library(readconst) provides a set of Pascal-like input commands.
The commands are
The idea is that these commands consume some number of "tokens"
from the input stream (for
skip_constants/1 this is the current input
skip_constants/2 it is the Stream argument; for
prompted_constants/2 it is the
prompted_constants/2 resemble Pascal's
readln command; the others resemble Pascal's
These commands skip initial layout (spaces and control characters). There are two kinds of tokens: quoted tokens and unquoted tokens.
A quoted token starts with a single quote (
') or a double quote (
It ends with the same character that it starts with. To include a
quote in such a token, write the quote twice. This is the same as
Prolog with the
character_escapes flag off. (There is currently
no way of making
read_constant/1 use C-style character escapes.)
A token that starts with a single quote will be returned as a Prolog
atom, even if it looks like a number. Again, this is the same as
Prolog. For example,
5 will be returned as the atom
the integer 5. A token that starts with a double quote will be
returned as a list of character codes. For example,
"""" (four double quotes)
returned as the list . Both
'' (two single quotes) and
"" (two double
quotes) are acceptable tokens,
meaning the atom with no characters in its name (
'') and the
empty list (
The character following the closing quote of a quoted token is always discarded. This character is normally a space, tab, newline, or comma.
An unquoted token is anything else. Characters are read until a
layout character or a comma is found. The comma or layout character
that terminates the token is discarded. The other characters are
given to the built-in predicate
name/2, so the token will be
returned as a number if it looks like a number; otherwise it will be
returned as an atom.
The syntax of numbers is perforce identical to the syntax of numbers
in Quintus Prolog.
In both cases, we have leading layout, which is skipped, the token proper, and a terminating character, which is discarded. If, for example, the input looks like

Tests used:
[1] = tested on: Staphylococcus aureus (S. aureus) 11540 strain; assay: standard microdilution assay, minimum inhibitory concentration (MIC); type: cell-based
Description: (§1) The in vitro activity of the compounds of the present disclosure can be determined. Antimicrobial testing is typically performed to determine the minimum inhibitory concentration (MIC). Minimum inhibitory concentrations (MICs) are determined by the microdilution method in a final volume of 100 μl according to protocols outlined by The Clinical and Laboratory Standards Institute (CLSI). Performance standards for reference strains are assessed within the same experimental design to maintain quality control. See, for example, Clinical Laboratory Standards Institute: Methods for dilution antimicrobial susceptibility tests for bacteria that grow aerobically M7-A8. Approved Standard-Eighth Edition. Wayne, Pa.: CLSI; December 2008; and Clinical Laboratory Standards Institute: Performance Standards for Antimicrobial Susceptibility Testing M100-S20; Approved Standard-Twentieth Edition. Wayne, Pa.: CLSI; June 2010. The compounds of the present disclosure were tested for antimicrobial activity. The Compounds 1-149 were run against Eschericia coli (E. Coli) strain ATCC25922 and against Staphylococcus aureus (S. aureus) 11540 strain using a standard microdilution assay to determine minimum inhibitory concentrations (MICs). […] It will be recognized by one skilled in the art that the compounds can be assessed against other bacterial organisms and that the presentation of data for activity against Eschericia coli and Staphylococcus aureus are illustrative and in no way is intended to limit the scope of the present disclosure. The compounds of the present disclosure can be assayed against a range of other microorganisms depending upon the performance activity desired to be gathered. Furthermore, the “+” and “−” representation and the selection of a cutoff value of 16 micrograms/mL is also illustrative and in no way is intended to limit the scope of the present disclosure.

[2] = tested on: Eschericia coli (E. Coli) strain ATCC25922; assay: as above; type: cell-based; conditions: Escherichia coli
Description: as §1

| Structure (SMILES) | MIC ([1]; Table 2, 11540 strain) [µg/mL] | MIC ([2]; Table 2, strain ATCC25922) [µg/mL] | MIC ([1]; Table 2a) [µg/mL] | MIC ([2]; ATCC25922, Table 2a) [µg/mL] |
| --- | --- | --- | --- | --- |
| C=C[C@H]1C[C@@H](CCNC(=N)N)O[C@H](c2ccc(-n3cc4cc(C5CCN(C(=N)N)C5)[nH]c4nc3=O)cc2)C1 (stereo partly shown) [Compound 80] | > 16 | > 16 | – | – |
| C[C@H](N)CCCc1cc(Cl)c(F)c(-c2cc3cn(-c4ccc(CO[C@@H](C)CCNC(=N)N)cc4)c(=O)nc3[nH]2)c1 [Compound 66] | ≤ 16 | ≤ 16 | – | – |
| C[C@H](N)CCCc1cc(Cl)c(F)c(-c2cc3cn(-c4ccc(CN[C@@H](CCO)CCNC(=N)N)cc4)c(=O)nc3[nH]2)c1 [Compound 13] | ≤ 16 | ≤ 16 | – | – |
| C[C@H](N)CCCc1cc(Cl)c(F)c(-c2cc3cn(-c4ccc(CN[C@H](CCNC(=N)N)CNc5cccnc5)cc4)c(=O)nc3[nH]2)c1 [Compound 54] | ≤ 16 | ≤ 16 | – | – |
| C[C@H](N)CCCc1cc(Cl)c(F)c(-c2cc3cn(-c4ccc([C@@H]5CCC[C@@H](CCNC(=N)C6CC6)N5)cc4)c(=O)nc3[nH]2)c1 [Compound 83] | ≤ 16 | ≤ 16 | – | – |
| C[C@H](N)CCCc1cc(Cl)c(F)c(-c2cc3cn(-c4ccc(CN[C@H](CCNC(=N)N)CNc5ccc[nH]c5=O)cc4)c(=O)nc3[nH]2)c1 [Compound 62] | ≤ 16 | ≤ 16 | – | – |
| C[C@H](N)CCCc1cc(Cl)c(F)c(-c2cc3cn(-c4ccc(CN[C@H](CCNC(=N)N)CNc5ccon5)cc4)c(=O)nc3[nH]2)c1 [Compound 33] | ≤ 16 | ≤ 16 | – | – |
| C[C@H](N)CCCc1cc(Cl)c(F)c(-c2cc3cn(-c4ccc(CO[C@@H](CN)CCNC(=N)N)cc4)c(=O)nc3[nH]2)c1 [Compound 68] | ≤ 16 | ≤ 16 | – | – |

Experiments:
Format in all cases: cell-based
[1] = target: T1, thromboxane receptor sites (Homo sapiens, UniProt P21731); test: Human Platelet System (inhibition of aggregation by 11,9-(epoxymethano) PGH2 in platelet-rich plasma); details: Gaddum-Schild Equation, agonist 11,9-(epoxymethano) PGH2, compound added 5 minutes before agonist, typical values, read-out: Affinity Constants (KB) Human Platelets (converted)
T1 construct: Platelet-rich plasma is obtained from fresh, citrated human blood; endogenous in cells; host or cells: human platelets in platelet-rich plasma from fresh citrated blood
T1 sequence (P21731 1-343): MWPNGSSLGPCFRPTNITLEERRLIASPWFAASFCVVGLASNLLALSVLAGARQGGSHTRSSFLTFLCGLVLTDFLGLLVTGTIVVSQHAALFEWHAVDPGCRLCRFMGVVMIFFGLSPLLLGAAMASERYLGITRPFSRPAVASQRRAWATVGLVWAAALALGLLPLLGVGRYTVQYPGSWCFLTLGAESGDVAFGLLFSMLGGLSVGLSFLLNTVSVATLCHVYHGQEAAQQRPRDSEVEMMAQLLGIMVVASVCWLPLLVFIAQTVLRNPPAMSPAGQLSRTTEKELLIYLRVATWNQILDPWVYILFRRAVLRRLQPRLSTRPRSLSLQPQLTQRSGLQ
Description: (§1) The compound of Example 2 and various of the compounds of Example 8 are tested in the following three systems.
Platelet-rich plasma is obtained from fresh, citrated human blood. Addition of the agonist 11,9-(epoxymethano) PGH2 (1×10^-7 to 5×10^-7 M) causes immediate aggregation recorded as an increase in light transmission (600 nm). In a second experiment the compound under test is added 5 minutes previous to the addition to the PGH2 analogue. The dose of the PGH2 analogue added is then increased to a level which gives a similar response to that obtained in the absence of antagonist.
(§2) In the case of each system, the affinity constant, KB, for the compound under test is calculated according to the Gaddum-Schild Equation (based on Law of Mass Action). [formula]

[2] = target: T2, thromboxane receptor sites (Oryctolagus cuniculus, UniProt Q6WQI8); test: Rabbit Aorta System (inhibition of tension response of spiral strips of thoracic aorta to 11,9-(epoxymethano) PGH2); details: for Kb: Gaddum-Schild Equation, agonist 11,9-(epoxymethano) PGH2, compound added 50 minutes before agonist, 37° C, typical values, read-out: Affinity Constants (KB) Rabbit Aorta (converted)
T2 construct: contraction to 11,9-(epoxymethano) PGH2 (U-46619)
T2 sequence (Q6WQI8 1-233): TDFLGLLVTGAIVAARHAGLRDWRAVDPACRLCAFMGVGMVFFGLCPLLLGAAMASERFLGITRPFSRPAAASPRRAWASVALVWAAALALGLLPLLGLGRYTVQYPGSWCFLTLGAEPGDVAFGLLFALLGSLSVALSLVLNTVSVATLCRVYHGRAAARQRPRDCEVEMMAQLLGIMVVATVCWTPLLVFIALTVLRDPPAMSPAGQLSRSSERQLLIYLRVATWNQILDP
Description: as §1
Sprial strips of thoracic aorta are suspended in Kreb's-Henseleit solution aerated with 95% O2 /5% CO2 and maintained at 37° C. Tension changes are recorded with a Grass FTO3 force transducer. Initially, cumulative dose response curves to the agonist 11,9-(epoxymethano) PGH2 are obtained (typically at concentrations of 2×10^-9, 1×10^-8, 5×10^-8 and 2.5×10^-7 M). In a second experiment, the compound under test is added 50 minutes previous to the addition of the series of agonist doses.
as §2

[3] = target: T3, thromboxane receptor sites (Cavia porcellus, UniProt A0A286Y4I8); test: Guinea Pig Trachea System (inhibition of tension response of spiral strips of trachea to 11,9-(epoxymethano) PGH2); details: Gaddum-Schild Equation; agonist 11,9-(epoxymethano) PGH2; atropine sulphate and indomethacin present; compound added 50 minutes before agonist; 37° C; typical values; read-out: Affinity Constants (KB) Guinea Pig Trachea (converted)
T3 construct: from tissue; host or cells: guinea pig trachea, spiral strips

fred, 1.2 ' ', last<LFD>
and we call
read_constants([A,B,C,D]), the bindings will be
A=fred, B=1.2, C=' ', D=last, and the entire line will have been
consumed. But if the input looks like
fred, 1.2 ' ', last<SPC><SPC><LFD>
the last <SPC> and <LFD> will be left in the input stream.
The input stream can contain end-of-line comments, which begin
with a percent sign (
%) just as they do in Prolog. A comment
will terminate an unquoted token, and will be skipped. Suppose
you want a data file that contains a number and a filename.
The file could look like this:
% This is the data file. 137 % is the number foobaz/other-file % is the filename
You could read it by calling
| ?- see('the-file'), read_constants([Nbr,File]), seen.
The following predicates are defined in
read_constant(_), but is more efficient, as it doesn't convert the constant from character form to Prolog form before discarding it.
read_constant(Stream, _)but is more efficient.
user_output) and reads one constant from it (from
user_input) in response, then unifies Constant with the result. This command will flush the rest of the input line after it has read Constant, just like the commands in
library(ask). Here is an example:
| ?- prompted_constant('Guess the magic number: ', X), | integer(X). Guess the magic number: 27 is my guess X = 27
is my guess and the new-line are discarded.
user_output) and reads N constants from it (from
user_input) in response, then unifies [X1,...,XN] with a list of the results. This command will flush the rest of the input line after it has read [X1,...,XN], just like the commands in